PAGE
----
5. Black Box Testing – Black box testing is conducted only to check whether it is delivering the required output or not. In this testing, only output is checked and not the coding. Due to this reason, it is called black-box testing as all the coding ethics, logic, etc. are ignored and only the outcome is seen. Being a software tester is a great opportunity for students as strong coding knowledge is not required. For better understanding, this testing, let’s take an example, suppose you are making a calculator that must give accurate results. It doesn’t matter, whether you use any loop or counter or any decision-making statement, what matters is that the result must be accurate.
  6. White Box Testing – White box testing is the reverse of black-box testing. In this testing, the coding and programming ethics, line of codes, logics of different modules, etc. are tested. Hence, it is known as white box testing. A white box software tester must have strong coding knowledge and programming skills to design the test cases and test the module. Other names for black-box testing are clear box testing, glass box testing, transparent box testing, and structural testing. Internal structures of software are tested. For instance, suppose you made a software named write my essay for me and it helps a student in writing his or her essay, even if this software generates accurate result but the logic is not correct that it will be checked and rectified.
  7. Regression Testing – Regression in software engineering means that the software is still functioning properly. Sometimes it happens that while adding new features to the software the old feature might stop working. To solve such problem regression testing is conducted to ensure that all the existing features work fine with the newly added features. The old test cases are used to test the software again. This testing is conducted even while the new updates are given to ensure that old functionality is still performing accurately.
  8. Functional Testing – Functional testing tests the functions in the software. All the functions that the software was expected to perform are tested. In this testing, a comparison is made between the actual software and the expected software. The functionalities are checked and if there is an error and the software is not able to perform a particular function, then it needs to be reprogrammed. Once the error is resolved it is again tested so that it clear the functional testing.
  9. Acceptance Testing – In this testing, the system is checked by the actual user with the live data. All the requirements mentioned in the SRS (Software Requirement Specifications) document or the contract are tested and if they are working fine that means the software has cleared the acceptance testing. It is also called user acceptance testing where it is checked by the user and the confirmation of the client is obtained that all their requirements and the functionalities are met.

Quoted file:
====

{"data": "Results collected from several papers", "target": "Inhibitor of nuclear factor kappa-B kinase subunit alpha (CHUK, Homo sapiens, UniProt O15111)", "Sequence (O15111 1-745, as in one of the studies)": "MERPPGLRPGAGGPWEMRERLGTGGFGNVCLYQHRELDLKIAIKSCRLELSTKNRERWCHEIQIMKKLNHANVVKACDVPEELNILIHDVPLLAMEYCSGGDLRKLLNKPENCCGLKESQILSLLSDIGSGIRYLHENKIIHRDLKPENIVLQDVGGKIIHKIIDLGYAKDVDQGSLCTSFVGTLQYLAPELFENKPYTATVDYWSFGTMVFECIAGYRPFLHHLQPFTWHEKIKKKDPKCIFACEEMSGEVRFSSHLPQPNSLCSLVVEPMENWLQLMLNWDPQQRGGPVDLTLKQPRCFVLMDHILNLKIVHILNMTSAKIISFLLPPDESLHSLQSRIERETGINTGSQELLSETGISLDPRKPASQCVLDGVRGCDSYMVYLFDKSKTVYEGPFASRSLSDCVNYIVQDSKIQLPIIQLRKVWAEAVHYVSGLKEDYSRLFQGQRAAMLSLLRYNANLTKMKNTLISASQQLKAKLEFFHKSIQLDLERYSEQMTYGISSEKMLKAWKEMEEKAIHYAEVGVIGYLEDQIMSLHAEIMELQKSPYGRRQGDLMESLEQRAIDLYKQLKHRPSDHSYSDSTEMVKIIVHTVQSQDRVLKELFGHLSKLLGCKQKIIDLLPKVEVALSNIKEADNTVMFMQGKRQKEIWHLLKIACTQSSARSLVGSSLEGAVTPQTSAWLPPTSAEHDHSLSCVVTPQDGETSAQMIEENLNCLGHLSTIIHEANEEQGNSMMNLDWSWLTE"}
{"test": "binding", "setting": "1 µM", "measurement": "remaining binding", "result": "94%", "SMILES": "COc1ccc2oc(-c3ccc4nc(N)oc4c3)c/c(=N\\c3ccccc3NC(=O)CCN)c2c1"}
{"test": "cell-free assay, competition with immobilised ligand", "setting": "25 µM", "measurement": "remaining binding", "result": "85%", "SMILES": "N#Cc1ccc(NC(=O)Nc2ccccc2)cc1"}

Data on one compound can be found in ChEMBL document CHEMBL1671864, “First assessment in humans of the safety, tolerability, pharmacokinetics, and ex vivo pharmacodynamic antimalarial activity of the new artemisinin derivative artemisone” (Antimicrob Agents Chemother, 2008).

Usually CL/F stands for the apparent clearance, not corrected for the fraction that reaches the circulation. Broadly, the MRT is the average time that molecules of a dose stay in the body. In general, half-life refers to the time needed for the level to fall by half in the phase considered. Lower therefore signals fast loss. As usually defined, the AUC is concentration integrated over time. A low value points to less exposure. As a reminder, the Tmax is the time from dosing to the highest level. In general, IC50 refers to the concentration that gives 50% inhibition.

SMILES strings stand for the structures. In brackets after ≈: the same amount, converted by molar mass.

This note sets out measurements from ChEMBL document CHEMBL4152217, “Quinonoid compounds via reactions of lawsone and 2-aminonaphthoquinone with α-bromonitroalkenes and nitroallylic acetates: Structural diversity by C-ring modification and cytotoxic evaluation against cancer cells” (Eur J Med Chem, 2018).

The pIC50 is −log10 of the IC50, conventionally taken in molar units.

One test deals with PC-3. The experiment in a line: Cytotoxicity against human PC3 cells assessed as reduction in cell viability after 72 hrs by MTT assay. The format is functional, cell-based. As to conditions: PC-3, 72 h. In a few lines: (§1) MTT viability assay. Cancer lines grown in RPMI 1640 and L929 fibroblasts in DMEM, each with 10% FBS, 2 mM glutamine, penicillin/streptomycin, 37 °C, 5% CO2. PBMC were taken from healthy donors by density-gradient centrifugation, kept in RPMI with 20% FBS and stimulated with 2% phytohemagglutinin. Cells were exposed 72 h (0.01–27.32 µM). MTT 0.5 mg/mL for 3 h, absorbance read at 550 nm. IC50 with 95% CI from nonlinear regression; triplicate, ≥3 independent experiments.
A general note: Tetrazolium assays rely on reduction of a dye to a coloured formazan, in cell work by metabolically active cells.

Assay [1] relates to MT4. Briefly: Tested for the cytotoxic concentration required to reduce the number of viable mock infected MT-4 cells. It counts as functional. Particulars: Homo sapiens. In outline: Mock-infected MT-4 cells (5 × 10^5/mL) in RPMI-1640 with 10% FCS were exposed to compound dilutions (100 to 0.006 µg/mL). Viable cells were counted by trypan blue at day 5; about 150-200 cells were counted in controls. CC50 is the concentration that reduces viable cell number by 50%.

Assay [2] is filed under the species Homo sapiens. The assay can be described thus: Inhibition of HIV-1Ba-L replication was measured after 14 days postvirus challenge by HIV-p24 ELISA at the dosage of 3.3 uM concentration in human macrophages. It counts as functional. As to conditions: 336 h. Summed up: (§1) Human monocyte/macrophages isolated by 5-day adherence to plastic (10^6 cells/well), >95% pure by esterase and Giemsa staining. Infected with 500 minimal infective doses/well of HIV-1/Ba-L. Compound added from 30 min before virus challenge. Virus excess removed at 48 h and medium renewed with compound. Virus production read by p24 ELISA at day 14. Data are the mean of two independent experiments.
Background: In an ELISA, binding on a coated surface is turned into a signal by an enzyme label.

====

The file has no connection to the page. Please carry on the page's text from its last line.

10. Program Testing – In program testing, errors in the programs are tested and checked. It is done to ensure that the program is error-free and to test whether the programs are delivering the desired output or not. In program testing, two types of errors are checked. They are Syntax testing and Logic testing. In syntax testing, coding ethics and language rules are checked. Even in programming, there are certain language rules that are needed to be followed. Not following these rules will generate an error, if this error occurs it is corrected and in this way, coding ethics are followed. In logic testing, the logic of the programs is tested and corrected if an error occurs. Logic errors are incorrect data types, out of range items, etc. if such an error occurs, then they are rectified and cleared. In this way, program testing is done.
  11. Stress Testing – Stress testing is testing a system beyond its normal limits. It is tested to check the stability of the software. Robustness of software is checked. It is checked how much stress can a software handle. It is tested outside its normal operational capacity and a breaking point of the software is found. It the software breaks before the actual stage, then steps are taken to check the issue due to which happened and they are resolved. After resolving, it is again checked to ensure whether it is working according to the required capacity. Robustness and availability are given greater emphasis.

These are the eleven types of testing which software has to undergo. Testing is a very vast concept, it is not limited to these eleven types of testing. Apart from these testing, there are other types of testing like string testing, system testing, series testing, etc.